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November 13, 2006, 7:39 AM CT

Bariatric Surgery Complications

Bariatric Surgery Complications
In-hospital bariatric surgery complication rates vary dramatically among the nation's hospitals, as per a research studyreleased recently by HealthGrades, the leading healthcare ratings company. The study of 86,520 bariatric-surgery procedures performed over the years 2002 through 2004 finds that a typical patient receiving the procedure in a five-star rated hospital would have, on average, a 66 percent lower chance of developing one or more major inhospital complications compared with a one-star rated hospital.

Based on the study, HealthGrades, for the first time, today posted quality ratings for hospitals in 17 states that perform bariatric surgery on its consumer Web site, HealthGrades.com. Hospitals received a five-, three- or one-star rating that reflected their complication rates for bariatric surgery, also known as weight-loss surgery, obesity surgery and gastric-bypass surgery.

The HealthGrades study comes on the heels of a study published in July by the U.S. Department of Health and Human Services' Agency for Healthcare Research and Quality, which observed that four of every ten patients undergoing bariatric surgery develop complications within six months.

The percentage of U.S. adults who are obese has doubled in the last thirty years, reaching 30 percent as per the CDC's National Center for Health Statistics. The number of bariatric surgeries in America are increasing dramatically as well, with the volume growing 34 percent from 2002 to 2004 in the 17 states studied. Experts attribute a growing proportion of the nation's healthcare bill to overweight and obesity, reaching 9.1 percent of U.S. medical costs, or $78 billion, in the most recent study.........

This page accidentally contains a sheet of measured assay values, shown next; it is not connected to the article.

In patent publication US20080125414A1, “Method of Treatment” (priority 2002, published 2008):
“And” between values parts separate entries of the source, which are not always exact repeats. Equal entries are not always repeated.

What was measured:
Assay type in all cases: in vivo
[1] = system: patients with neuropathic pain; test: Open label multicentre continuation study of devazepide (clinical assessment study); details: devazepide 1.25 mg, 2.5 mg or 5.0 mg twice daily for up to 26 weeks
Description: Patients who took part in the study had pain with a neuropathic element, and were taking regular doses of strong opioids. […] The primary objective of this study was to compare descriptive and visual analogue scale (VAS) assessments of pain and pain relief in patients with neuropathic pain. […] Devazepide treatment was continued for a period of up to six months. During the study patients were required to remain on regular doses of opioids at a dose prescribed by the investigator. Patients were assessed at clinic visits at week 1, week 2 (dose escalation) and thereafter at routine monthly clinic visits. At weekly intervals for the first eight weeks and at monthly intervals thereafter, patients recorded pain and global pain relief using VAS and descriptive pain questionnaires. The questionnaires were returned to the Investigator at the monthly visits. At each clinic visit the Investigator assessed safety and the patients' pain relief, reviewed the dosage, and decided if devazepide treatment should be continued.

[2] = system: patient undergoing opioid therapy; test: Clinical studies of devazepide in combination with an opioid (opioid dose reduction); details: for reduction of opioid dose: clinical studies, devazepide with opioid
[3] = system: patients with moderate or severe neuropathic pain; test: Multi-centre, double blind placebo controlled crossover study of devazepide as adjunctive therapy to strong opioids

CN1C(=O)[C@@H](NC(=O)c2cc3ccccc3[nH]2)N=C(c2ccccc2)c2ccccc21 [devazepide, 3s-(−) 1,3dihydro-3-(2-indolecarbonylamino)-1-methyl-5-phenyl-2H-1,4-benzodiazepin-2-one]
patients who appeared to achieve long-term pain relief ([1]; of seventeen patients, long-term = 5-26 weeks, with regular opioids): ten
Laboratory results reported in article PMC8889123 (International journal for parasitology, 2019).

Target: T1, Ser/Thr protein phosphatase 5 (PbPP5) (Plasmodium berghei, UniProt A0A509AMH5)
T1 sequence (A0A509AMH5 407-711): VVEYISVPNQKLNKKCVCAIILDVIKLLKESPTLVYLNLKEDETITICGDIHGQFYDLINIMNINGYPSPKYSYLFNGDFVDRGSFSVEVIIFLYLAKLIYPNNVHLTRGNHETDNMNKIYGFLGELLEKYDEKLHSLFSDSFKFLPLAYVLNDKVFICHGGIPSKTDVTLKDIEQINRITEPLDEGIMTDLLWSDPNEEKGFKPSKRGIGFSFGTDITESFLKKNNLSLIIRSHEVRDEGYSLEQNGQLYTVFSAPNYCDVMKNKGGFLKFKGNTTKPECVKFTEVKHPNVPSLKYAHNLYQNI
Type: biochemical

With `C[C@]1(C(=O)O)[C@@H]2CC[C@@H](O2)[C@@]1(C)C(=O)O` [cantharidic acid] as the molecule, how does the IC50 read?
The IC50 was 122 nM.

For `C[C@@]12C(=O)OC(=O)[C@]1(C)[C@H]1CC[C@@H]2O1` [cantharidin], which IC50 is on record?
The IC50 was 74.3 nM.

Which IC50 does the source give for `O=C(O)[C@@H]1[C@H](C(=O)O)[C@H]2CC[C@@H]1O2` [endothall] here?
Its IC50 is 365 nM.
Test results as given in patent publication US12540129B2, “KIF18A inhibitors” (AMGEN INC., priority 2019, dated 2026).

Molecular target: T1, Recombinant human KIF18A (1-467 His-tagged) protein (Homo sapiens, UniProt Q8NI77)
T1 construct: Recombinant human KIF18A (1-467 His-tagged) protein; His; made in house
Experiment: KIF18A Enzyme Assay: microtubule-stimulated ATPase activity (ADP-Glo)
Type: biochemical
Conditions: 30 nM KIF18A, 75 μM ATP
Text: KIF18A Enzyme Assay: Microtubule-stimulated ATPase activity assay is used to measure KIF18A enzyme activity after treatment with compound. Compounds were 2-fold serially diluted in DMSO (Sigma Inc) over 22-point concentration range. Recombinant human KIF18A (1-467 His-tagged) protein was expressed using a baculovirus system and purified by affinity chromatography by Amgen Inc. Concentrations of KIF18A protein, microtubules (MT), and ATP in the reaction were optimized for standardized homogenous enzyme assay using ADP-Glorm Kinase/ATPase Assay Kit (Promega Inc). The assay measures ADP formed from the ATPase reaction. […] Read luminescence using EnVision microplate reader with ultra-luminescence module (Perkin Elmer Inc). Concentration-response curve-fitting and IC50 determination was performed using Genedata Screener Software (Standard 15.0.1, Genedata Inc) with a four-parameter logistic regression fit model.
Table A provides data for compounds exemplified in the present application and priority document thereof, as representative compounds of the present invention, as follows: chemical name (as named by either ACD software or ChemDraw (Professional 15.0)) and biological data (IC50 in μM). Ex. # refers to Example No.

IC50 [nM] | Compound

Posted by: JoAnn      Permalink         Source


November 10, 2006, 5:13 AM CT

Memories: It's All In The Packaging

Memories: It's All In The Packaging
Scientists at UC Irvine have observed that how much detail one remembers of an event depends on whether a certain portion of the brain is activated to "package" the memory.

The research may help to explain why sometimes people only recall parts of an experience such as a car accident, and yet vividly recall all of the details of a similar experience.

In experiments using functional magnetic resonance imaging (fMRI), the researchers were able to view what happened in the brains of subjects when they experienced an event made up of multiple contextual details. They observed that participants who later remembered all aspects of the experience, including the details, used a particular part of the brain that bound the different details together as a package at the time the event occurred. When this brain region wasn't activated to bind together the details, only some aspects of an event were recalled. The findings are reported in the current issue of Neuron.

"This study provides a neurological basis for what psychology experts have been telling us for years," said Michael Rugg, director of UCI's Center for the Neurobiology of Learning and Memory and senior author of the paper. "You can't get out of memory what you didn't put into it. It is not possible to remember things later if you didn't pay attention to them in the first place".........